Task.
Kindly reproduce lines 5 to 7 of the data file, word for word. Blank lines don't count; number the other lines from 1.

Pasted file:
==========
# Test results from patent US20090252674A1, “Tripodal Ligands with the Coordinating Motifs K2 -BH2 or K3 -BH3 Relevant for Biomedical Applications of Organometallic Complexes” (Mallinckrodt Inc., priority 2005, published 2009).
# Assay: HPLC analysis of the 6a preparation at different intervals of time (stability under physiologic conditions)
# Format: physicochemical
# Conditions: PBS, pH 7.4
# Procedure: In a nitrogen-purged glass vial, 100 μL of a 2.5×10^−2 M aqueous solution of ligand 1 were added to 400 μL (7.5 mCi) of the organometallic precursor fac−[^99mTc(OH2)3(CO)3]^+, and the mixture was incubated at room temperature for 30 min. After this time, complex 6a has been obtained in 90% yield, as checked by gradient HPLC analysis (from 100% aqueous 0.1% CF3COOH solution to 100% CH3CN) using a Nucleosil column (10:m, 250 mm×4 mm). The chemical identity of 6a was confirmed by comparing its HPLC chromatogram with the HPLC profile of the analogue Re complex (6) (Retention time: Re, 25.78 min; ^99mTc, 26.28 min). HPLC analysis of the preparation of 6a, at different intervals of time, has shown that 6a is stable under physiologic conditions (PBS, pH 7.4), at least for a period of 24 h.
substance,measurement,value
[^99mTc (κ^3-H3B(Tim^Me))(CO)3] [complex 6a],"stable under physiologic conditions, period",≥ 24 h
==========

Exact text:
# Procedure: In a nitrogen-purged glass vial, 100 μL of a 2.5×10^−2 M aqueous solution of ligand 1 were added to 400 μL (7.5 mCi) of the organometallic precursor fac−[^99mTc(OH2)3(CO)3]^+, and the mixture was incubated at room temperature for 30 min. After this time, complex 6a has been obtained in 90% yield, as checked by gradient HPLC analysis (from 100% aqueous 0.1% CF3COOH solution to 100% CH3CN) using a Nucleosil column (10:m, 250 mm×4 mm). The chemical identity of 6a was confirmed by comparing its HPLC chromatogram with the HPLC profile of the analogue Re complex (6) (Retention time: Re, 25.78 min; ^99mTc, 26.28 min). HPLC analysis of the preparation of 6a, at different intervals of time, has shown that 6a is stable under physiologic conditions (PBS, pH 7.4), at least for a period of 24 h.
substance,measurement,value
[^99mTc (κ^3-H3B(Tim^Me))(CO)3] [complex 6a],"stable under physiologic conditions, period",≥ 24 h